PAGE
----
Gears 5 Campaign Hands-On Preview – Bigger And Better

If you’ve been missing that little bit of gory, chainsaw impaling, bullet flying action in your life, wait no more. Gears of War is back with Gears 5 and after getting some hands-on with the game, I can say it’s just as brutal as ever. Gears of War is definitely one of Xbox’s most defining franchises and it’s safe to say that the team at The Coalition would be feeling incredibly proud of what they’ve achieved with the game. It feels like the biggest and most expansive Gears game yet, with new ways to play as well as the modes that you know and love. 

Gears 5 is all about Kait and follows on from where we left off at the end of Gears 4. I was dropped into Act II (which takes place four months after the events of Gears 4). The demo started with Kait, Del, JD and Jack (our support both) all exploring the outsider township.  The town felt big, but not overwhelming, with many little buildings and places along the way to my first objective that encouraged me to look around for collectibles and components (used for unlockables). As I walked around the town, I listened in to the townspeople’s conversations; some discussing local news, bits and pieces that felt like throwbacks to previous instalments and/or events prior to this part of the game, and their not-to-happy feelings towards the COG entering the town. This area felt inviting – I wanted to explore, I wanted to search every nook and listen in to find out more about what was happening around here.

I finally reached my objective and spoke to the head honcho of the town, Oscar, Kait’s Uncle. After a back and forth from Kait and Oscar about fighting the enemy together and Kait not wanting to lose him to the Locust like she did her mother, an explosion goes off in the distance. It was time for some action.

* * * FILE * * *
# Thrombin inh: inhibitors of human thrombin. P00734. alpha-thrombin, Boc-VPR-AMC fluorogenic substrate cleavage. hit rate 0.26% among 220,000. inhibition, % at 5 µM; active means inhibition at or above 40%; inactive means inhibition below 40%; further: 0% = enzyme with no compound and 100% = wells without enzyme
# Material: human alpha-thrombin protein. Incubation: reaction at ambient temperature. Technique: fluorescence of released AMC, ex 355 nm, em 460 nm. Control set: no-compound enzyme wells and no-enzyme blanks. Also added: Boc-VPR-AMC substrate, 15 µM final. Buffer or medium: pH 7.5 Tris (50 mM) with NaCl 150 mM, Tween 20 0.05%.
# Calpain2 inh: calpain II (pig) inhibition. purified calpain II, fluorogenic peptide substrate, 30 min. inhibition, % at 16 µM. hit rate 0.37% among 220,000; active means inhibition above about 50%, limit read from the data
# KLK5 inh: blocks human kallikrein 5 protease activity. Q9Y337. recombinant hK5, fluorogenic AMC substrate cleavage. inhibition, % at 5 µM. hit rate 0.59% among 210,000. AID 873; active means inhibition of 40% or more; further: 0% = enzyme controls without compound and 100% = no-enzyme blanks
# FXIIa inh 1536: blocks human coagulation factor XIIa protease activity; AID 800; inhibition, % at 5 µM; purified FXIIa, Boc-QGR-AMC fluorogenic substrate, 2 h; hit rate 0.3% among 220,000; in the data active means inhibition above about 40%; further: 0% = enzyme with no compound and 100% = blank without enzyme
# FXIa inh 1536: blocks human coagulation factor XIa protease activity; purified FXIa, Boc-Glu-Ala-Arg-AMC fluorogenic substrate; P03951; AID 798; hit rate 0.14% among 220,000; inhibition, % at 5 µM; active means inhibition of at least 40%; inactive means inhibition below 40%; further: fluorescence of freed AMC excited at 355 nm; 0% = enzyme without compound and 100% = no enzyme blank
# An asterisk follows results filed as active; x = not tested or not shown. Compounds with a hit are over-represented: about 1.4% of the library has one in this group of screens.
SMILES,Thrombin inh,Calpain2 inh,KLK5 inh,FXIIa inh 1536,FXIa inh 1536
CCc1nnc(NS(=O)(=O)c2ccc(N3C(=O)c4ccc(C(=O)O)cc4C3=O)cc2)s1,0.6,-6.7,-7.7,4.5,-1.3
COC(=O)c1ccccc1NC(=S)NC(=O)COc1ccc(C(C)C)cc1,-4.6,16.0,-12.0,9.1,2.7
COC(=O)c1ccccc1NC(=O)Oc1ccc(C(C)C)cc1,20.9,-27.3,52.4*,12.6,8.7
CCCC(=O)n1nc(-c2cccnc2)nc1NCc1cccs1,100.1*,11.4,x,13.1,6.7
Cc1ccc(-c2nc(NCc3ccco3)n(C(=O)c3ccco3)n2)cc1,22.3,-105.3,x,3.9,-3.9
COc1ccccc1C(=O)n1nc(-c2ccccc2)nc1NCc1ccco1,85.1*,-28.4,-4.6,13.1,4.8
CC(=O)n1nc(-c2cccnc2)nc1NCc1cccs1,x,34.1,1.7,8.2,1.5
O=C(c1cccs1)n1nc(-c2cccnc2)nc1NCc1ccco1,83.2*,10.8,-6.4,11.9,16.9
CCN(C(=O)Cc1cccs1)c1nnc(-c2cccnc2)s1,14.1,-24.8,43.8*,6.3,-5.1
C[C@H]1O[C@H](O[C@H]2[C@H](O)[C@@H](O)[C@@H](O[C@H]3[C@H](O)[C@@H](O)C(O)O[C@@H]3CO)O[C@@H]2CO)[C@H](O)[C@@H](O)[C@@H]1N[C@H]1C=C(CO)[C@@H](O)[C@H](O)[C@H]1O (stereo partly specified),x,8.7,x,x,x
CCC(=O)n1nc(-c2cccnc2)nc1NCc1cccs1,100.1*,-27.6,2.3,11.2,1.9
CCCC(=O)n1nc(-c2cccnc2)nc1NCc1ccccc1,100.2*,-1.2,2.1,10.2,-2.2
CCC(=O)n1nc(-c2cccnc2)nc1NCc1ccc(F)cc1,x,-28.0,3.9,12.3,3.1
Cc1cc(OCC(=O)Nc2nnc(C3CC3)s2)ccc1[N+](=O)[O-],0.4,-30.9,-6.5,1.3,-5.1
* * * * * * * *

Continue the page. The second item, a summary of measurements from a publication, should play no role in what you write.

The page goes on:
Things heated up quickly, and as you’d expect, I was straight into some combat. I was playing on Experienced, which was challenging, but didn’t feel cheap. Wave after wave of varying Locust hit the town hard and it was a great opportunity to try out different weapon load outs (like the ever popular Gnasher shotgun, the new Lancer GL, Markza MK I and Longshot sniper rifle) and new combat mechanics like Jack, which I’ll delve into a little later.

After many exploded enemy heads, and a couple of shameful deaths, I got a glimpse of what the element driving the Gears 5 story was – and it was indeed all about Kait and more importantly her family (which I’ll let you experience for yourself). It’s very clear at this point that the Gears 5 story will circle around Kait’s background and what it means for the world of Gears. It’s a story which I felt had this very well balanced structure to it – I empathised with Kait, felt connected to her through the story that was unravelling and the gameplay I was experiencing, but I didn’t feel like it was just a standalone Kait story. It was still very much a GoW storyline and supporting characters like Del and even JD still felt like they were a big part of it. In other words, I still felt like a team that was on a journey together.

Only only are the story and protagonist a change up from other games in the series, there’s also a number of other ways to play that keep the game feeling fresh.

First let’s talk about Jack, the squad’s support bot, and someone on the team I was very glad was there to help out in the gun fights. Jack has been given RPG -like abilities which helped create different play styles for myself as Kait during the campaign. I could choose to equip and upgrade different weapons and tactics for Jack via three different categories: assault, support and passive. There’s 11 abilities to unlock in total, with each ability having three upgrades available to unlock through spending components found out in the world and a fourth ‘ultimate ability’ unlocked by completing side missions.

I felt in control of my play style the whole time, as these abilities for Jack were not in the form of an upgrade tree, but much more reminiscent of the way The Division 2’s skills system worked, in that I could choose what I wanted to unlock, when I wanted to and could easily switch between those unlockables during combat simply by holding the left bumper and tapping the directionals.